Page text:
‘By 2050, sufficiency has the potential to reduce emissions, compared to current policy scenarios, by more than 50% in almost all sectors’ according Dr Yamina Saheb, a Lead Author of the 2022 IPCC (United Nation’s Intergovernmental Panel on Climate Change) report and co-organizer of The Sufficiency Summit.
What is sufficiency?
As defined in the 6th Assessment Report of the IPCC:
“sufficiency is a set of measures and daily practices that avoid demand for energy, materials, land, and water while ensuring human well-being for all within planetary boundaries”
While sufficiency strategies could include reducing plastic usage or using less energy, it's above all about reinventing our societies for the better.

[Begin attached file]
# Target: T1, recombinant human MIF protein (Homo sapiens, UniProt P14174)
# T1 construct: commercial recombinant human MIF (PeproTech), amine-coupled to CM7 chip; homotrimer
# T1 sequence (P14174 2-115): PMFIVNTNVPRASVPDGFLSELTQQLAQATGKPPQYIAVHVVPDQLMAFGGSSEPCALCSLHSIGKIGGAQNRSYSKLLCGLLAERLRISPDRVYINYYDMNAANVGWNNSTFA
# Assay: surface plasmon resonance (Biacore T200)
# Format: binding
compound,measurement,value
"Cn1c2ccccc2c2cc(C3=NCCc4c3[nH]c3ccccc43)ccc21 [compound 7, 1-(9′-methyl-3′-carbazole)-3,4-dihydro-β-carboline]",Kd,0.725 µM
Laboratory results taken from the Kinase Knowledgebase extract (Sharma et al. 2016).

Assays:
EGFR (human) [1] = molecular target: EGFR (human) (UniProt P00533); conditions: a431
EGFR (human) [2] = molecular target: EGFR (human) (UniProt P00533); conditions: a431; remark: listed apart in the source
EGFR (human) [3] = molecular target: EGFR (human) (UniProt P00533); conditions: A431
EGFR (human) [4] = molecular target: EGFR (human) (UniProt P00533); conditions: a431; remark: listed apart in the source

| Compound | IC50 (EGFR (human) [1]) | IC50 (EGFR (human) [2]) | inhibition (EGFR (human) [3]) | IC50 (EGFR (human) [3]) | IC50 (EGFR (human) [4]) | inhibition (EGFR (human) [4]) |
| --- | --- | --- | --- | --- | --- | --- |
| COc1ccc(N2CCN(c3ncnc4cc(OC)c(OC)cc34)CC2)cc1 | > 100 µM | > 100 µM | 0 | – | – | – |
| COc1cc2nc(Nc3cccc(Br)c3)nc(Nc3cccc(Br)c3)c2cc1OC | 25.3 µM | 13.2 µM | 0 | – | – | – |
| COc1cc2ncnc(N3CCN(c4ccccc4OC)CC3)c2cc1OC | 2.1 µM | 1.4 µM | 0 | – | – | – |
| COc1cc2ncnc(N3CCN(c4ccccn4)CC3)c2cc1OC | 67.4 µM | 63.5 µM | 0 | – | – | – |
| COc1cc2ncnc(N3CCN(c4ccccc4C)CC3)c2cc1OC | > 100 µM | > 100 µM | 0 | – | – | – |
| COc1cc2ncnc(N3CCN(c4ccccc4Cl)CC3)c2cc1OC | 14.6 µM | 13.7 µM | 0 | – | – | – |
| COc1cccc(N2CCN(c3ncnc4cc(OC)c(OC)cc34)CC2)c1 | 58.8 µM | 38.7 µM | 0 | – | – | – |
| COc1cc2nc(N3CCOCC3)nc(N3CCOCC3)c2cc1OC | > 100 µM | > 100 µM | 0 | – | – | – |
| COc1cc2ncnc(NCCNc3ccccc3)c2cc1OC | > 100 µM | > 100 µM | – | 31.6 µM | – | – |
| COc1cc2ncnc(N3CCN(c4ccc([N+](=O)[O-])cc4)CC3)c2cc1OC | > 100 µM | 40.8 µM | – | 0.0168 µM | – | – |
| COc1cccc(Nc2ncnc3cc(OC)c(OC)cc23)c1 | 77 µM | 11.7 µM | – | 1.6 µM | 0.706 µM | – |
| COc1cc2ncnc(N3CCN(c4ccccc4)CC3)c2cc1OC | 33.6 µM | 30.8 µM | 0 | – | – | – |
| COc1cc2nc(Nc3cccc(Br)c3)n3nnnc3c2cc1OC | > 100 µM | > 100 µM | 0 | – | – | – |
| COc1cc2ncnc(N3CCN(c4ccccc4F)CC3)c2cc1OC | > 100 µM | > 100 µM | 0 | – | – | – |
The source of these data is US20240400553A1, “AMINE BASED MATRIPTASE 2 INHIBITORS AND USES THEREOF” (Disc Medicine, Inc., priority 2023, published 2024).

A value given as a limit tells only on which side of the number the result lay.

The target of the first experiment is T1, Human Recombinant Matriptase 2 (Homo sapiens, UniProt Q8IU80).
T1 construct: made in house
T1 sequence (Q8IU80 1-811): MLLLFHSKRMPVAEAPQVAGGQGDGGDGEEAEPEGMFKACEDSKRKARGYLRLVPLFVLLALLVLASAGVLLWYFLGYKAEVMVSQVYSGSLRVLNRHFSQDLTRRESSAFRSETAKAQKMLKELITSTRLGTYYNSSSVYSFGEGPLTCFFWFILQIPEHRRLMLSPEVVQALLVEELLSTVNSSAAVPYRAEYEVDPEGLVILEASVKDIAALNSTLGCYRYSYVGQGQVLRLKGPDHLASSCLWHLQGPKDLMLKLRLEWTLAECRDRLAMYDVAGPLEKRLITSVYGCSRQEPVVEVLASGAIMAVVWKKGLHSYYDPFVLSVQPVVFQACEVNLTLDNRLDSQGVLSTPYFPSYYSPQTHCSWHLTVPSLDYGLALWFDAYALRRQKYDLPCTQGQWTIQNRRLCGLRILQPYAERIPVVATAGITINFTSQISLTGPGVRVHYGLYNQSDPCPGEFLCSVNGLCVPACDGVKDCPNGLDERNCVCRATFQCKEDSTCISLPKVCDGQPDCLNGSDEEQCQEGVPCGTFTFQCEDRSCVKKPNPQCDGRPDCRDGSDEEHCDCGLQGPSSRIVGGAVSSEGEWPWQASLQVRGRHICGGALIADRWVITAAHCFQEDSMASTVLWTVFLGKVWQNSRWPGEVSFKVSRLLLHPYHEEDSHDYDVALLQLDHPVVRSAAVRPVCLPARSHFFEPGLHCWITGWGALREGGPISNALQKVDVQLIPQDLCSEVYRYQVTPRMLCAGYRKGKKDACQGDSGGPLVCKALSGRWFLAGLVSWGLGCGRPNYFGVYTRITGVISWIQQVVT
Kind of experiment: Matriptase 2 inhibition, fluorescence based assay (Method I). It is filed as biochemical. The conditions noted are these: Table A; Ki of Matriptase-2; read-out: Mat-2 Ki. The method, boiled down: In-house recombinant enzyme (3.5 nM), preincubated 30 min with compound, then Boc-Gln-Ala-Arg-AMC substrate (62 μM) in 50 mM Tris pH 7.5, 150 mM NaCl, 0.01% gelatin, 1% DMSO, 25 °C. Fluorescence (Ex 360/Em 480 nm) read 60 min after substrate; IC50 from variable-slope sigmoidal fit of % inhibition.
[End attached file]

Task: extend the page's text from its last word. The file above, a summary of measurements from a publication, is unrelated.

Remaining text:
It’s about building economies that prioritize well-being over mindless growth, systems that protect the vulnerable, and considering the planet and resources as a whole.
Government policies play a critical role in achieving sufficiency as they can set a framework to favour certain behaviours and curb the demand for resources.
France is the first EU country that has considered energy sufficiency measures in its decarbonisation strategy under the 2015 Energy Transition for Green Growth Act. Main policies aimed at reducing energy consumption, building’s energy renovation, reducing waste going to landfills, promoting sustainable transportation and alleviating energy poverty.
You can contact your political representatives to push for the consideration of sufficiency measures in your municipality, state or even country.